The older I get, the worse my eyesight degrades and I now need progressive bifocal glasses. As a result, I gravitate towards larger displays. At least until we get a rolling display Chromebook to buy. Right away in my Lenovo 5i Chromebook first look, I noticed that the 16-inch display is quite attractive for my situation. It doesn’t hurt that there’s plenty of power under the hood either, particularly when the normal retail price is $549.99. And this review unit configuration is currently on sale for $150 off, making the $409.99 price equally attractive for what you get.
Big on size and value
The last time I used a large Chromebook it was the 17-inch Acer Chromebook 317. That behemoth was easy on eyes as well. But it wasn’t a Chromebook that would suit my personal needs. Given that I use Linux on my Chromebook for a few hours daily, I want more performance than the Intel Celeron N5100 could provide. That model debuted with a $499.99 price tag and I didn’t feel it was worth it for my use case.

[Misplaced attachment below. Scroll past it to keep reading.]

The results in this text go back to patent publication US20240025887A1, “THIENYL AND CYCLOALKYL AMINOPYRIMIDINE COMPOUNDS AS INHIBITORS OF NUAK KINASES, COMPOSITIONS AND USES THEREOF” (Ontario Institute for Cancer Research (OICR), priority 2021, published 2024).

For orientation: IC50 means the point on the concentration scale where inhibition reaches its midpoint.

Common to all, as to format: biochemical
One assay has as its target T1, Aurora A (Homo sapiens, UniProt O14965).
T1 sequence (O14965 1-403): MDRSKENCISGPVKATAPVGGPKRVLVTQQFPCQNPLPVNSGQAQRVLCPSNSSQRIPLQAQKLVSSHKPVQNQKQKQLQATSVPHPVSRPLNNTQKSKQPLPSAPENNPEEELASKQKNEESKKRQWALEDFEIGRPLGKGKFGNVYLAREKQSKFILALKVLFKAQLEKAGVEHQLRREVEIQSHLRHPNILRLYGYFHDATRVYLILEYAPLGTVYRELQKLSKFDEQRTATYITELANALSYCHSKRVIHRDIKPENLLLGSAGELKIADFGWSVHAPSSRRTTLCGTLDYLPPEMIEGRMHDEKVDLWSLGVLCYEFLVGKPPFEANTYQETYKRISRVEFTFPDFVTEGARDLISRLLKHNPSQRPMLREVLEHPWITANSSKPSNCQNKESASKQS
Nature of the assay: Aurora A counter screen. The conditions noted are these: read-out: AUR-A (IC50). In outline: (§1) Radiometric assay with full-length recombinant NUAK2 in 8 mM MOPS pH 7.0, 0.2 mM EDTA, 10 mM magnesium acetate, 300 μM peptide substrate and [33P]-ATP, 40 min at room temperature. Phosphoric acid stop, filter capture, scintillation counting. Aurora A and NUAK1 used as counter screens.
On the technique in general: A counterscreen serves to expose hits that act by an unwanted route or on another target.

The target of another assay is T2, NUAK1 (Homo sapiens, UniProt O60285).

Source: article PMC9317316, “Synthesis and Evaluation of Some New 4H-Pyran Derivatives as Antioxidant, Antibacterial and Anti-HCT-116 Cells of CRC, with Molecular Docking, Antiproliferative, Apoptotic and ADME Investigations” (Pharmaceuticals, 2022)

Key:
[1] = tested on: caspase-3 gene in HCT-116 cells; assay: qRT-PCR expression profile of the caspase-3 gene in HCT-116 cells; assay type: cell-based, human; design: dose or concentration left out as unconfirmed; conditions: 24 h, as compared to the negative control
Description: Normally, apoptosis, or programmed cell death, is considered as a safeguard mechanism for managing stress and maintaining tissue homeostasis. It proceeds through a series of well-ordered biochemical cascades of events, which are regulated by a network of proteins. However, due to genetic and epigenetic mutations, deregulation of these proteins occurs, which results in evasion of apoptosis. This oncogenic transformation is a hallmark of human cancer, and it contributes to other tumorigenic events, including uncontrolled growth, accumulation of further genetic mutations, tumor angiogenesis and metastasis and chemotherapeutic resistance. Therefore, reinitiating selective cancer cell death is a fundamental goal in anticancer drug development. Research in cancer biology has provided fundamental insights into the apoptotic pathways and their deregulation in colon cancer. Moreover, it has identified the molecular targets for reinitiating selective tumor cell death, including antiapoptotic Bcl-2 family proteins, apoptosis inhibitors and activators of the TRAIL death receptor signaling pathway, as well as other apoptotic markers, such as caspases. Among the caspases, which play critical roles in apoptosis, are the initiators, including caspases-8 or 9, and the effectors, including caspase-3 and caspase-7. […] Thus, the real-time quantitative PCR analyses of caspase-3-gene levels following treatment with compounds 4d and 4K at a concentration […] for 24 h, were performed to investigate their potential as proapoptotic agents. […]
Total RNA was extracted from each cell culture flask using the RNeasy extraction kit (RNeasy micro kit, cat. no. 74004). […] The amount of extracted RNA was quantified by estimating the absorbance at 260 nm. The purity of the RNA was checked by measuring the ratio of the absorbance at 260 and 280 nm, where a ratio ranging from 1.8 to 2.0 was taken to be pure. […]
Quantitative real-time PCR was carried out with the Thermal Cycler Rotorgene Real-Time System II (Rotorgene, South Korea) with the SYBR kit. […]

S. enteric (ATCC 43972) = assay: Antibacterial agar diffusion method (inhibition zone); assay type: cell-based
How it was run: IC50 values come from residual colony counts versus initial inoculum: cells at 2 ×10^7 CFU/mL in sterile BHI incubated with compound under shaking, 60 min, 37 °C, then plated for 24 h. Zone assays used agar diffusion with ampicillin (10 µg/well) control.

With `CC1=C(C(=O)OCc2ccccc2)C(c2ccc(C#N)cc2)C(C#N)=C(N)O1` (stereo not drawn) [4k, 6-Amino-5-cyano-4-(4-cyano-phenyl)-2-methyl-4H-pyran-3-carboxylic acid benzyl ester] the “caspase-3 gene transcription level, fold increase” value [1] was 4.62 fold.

Inside the Lenovo 5i, however is a beefier 12th gen Intel Core i3-1215U. This chipset performs far better than older Core i3s, nearly keeping up with the new Core i5 chips. Heck, this is the same CPU in last year’s Asus Chromebook Flip CX5, which starts at $649. Talk about value. Lenovo has the full specs of this Chromebook listed here.
Going back to the display for a second, although the 16-inch panel is smaller than the one on the Acer, the resolution is higher. The Lenovo 5i Chromebook displays 1920 x 1200 due to the 16:10 aspect ratio. And in the settings, that’s the default resolution, which is rare on a Chromebook. I suspect I’ll have to scale the display to make text a little easier to read. However, folks that have better vision will appreciate this panel with 300 nits of brightness.
Extra keys on the Lenovo 5i Chromebook, not extra ports
One of the things I don’t like about larger laptops is the inclusion of the extra keys. I personally don’t need a dedicated number pad and the Lenovo 5i Chromebook has one. But I know others prefer having quick access to those keys, so I can’t fault Lenovo here. Seriously though: How do you “number pad” folks get over the offset trackpad? I have to have mine in the middle.